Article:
Full Court Press: International Legal Institutions and U.S. Newspapers at the Turn of the Twentieth Century
By Peaceful Means: International Adjudication and Arbitration (Charles N. Brower, Joan E. Donoghue, Cian Murphy, Cymie R. Payne, Esme Shirlow eds., Oxford University Press) (2022 Forthcoming)
12 Pages Posted: 7 Jun 2022 Last revised: 21 Jul 2022
Date Written: 2022
This Chapter studies how the establishment of the first permanent international legal adjudicatory body of the modern age was portrayed in the public sphere. It focuses on the dynamic between ideas and actions that led to the creation of a permanent court, not just among intellectual communities but for the everyday newspaper reader in the far reaches of the United States. The Chapter excavates these important conversations in the popular space and traces how those developments contributed to building support for a national policy and international law in favor of the construction of what would become a prominent international organization in which David Caron was active and revered: the Permanent Court of Arbitration. The prominence in the news of The Hague Peace Conference and the push for a world arbitral tribunal reflects the widespread turn-of-the-century attention toward international legal institutions. It was, quite literally, a full court press.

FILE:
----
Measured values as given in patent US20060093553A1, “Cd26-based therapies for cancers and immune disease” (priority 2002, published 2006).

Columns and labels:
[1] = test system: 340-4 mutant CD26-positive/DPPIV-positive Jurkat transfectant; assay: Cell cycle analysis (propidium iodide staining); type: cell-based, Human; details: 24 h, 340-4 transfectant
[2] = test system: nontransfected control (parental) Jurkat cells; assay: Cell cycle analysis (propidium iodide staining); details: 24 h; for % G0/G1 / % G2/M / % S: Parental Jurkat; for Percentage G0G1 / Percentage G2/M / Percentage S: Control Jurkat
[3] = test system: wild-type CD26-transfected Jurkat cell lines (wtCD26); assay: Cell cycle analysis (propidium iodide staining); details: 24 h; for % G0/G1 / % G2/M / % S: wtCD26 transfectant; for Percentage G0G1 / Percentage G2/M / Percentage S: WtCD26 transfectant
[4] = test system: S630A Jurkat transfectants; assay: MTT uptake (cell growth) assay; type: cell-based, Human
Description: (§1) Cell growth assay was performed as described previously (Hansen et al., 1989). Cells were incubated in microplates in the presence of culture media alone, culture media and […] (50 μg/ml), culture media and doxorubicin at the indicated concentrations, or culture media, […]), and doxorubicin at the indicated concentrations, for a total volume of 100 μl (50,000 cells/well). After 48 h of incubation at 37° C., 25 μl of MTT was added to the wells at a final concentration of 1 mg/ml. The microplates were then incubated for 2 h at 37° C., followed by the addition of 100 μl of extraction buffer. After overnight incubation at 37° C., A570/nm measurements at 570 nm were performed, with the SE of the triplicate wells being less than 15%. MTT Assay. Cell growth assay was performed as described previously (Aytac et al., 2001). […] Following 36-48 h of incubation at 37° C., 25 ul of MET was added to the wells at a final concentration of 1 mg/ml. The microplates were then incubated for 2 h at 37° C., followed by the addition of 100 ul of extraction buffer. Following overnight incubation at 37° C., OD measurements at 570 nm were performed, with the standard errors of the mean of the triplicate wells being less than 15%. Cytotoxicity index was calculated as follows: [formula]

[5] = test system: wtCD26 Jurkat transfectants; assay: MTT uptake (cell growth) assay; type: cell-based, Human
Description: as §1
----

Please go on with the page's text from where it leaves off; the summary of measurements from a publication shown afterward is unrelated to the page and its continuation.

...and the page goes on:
Keywords: Permanent Court of Arbitration, media, legal history, international courts, David Caron
Suggested Citation: Suggested Citation